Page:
July 2020

Volume 36, No. 07

Executive Director

John Gilbreath

Managing Director

Karen Caropepe

Programs Manager

Tara Peters

Development Manager

Errin Patton

Marketing & Development Asssociate

Lucienne Aggarwal


Lucienne Aggarwal & Tara Peters

Contributing Writers/Artists

Paul de Barros
Paul r. Harding

Calendar Editors

Carol Levin
Jane Emerson
Tara Peters


Daniel Sheehan


Tara Peters
Karen Caropepe


Karen Caropepe
Dan Dubie
Earshot Jazz volunteers

Send Calendar Information to:

Add a gig to the calendar online or send us an email.

Board of Directors

Danielle Leigh (President)
Chris Icasiano (Vice President)
Chris Nutter (Secretary)
Sheila Hughes (Treasurer)
Augusto Cardoso
John W. Comerford
Maurice James
Kenneth W. Masters
Gail Pettis
Ruby Smith Love
Diane Wah

Emeritus Board Members

Clarence Acox
Sue Coliton
Taina Honkalehto
Hideo Makihara
Kenneth W. Masters
Peter Monaghan
Lola Pedrini
Paul Toliver
Cuong Vu

Founded in 1984 by Paul de Barros, Gary Bannister, and Allen Youngblood.
Earshot Jazz is published monthly by Earshot Jazz Society of Seattle.

Subscription (with membership): $35
3417 Fremont Ave N, #221
Seattle, WA 98103
phone / (206) 547-6763

Earshot Jazz ISSN 1077-0984
Printed by Yakima Herald-Republic
© 2020 Earshot Jazz Society of Seattle

Letter From The Director

Black Lives Matter

These are incredible times. I believe they’re historic times. James Baldwin said, “We’ve been locked inside a history of racism that we did not originally create.” Comfort and denial have not helped non-Black folks change that history; but the alarms are loud and clear now, and comfort is barely an expectation. Good. It’s past time to stay awake. As Earshot Jazz takes a stand against the intrinsic racism that has oppressed, brutalized, and murdered Black Americans for centuries, we also pledge to mistrust the consciousness that has allowed us to rest too easily, for too long. Please see our statement to our commitment to antiracism work on page 6.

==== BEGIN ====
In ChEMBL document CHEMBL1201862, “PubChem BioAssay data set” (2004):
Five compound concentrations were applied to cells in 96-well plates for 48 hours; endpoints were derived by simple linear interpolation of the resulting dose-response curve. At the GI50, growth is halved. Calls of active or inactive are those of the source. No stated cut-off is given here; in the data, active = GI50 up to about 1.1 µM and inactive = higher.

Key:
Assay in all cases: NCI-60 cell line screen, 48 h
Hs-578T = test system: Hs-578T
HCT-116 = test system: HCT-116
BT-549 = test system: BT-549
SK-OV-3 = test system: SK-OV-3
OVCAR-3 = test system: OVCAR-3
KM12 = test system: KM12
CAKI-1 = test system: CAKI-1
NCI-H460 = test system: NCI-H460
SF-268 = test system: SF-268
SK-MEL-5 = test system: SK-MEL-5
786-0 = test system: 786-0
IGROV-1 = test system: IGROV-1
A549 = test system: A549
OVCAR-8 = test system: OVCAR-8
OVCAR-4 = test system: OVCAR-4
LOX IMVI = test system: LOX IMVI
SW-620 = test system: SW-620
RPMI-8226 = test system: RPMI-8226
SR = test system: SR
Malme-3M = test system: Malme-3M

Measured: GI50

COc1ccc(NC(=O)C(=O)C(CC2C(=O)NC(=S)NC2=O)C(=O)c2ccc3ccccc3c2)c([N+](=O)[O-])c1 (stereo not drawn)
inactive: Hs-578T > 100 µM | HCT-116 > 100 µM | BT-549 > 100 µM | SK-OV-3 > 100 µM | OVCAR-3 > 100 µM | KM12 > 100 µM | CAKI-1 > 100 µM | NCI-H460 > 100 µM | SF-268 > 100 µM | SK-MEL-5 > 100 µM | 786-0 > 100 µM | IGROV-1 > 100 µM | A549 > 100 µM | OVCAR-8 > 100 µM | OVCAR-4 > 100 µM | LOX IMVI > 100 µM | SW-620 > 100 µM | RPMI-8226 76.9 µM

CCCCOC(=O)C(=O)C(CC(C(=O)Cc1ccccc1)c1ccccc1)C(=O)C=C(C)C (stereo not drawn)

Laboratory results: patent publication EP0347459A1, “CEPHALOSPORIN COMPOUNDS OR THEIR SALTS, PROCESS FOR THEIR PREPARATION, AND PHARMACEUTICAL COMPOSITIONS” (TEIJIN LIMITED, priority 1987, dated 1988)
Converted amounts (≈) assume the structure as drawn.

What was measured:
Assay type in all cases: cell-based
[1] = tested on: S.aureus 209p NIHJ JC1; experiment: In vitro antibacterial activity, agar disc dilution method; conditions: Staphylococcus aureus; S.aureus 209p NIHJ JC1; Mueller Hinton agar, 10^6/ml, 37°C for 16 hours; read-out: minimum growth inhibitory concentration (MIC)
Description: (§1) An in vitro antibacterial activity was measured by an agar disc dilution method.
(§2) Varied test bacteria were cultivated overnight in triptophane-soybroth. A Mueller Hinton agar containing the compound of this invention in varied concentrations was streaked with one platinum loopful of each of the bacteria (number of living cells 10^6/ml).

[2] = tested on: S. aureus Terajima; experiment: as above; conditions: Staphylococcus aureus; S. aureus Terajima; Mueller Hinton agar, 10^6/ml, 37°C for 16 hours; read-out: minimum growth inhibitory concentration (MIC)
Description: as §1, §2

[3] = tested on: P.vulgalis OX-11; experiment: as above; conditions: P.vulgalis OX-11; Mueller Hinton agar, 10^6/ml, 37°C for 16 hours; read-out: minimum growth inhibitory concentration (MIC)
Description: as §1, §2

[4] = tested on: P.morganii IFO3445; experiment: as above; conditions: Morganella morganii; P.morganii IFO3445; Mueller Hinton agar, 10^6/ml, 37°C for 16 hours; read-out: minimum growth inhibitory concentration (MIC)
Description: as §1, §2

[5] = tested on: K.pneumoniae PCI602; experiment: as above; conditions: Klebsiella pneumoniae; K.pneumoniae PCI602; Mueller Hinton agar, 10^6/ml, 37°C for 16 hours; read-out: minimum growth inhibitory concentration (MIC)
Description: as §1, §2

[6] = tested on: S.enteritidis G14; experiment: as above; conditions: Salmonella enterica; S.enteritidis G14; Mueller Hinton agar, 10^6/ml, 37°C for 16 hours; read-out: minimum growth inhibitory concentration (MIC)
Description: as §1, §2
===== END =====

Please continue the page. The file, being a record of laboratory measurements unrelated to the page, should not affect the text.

As an organization that was founded and has worked to celebrate jazz as a Black-American cultural treasure, it has been perhaps too convenient for us to claim high ground in the constant racial inequities that undergird the structure of everyday life. Remarkably, as with all white privilege, our toooften high-minded resolve has shuttered our view of the lives and everyday experiences outside of our own worldview. We have to be ready to unlearn the confidence we’ve been compelled to project. We’ll need your help.

Jazz has been on the vanguard of both suffering and liberation in this country. It’s an artform that thrives on change. Jazz brought integration to the bandstand and airwaves years ago, but now carries the racial tension of white appropriation (for more on Seattle’s history of segregated musicians’ unions, see page 10). Jazz is many things; never confined by its own history. It is the sound of surprise and food for the soul; more work in progress.

We pledge to open our ears to Black voices, to open our eyes to inequity, open our stages to the breadth of Black expression, open our mouths against racism, open our doors to Black employees and advisors, and to open our hearts to the dignity of all Black Lives. Please join us.

John Gilbreath, Executive Director

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